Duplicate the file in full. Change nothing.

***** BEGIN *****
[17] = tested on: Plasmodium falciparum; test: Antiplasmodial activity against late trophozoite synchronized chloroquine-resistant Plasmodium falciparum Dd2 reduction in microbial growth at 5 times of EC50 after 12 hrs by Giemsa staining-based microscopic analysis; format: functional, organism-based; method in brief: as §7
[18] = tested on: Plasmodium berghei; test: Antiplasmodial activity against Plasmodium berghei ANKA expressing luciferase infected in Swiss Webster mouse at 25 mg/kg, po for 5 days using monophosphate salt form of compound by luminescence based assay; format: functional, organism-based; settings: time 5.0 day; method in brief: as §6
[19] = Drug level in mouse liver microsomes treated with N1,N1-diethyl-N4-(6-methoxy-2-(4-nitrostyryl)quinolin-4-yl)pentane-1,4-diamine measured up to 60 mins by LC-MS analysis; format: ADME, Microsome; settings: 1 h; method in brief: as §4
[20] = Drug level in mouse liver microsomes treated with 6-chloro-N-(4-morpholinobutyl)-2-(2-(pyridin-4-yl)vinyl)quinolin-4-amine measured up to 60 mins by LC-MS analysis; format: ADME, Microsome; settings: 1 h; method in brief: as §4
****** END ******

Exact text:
[17] = tested on: Plasmodium falciparum; test: Antiplasmodial activity against late trophozoite synchronized chloroquine-resistant Plasmodium falciparum Dd2 reduction in microbial growth at 5 times of EC50 after 12 hrs by Giemsa staining-based microscopic analysis; format: functional, organism-based; method in brief: as §7
[18] = tested on: Plasmodium berghei; test: Antiplasmodial activity against Plasmodium berghei ANKA expressing luciferase infected in Swiss Webster mouse at 25 mg/kg, po for 5 days using monophosphate salt form of compound by luminescence based assay; format: functional, organism-based; settings: time 5.0 day; method in brief: as §6
[19] = Drug level in mouse liver microsomes treated with N1,N1-diethyl-N4-(6-methoxy-2-(4-nitrostyryl)quinolin-4-yl)pentane-1,4-diamine measured up to 60 mins by LC-MS analysis; format: ADME, Microsome; settings: 1 h; method in brief: as §4
[20] = Drug level in mouse liver microsomes treated with 6-chloro-N-(4-morpholinobutyl)-2-(2-(pyridin-4-yl)vinyl)quinolin-4-amine measured up to 60 mins by LC-MS analysis; format: ADME, Microsome; settings: 1 h; method in brief: as §4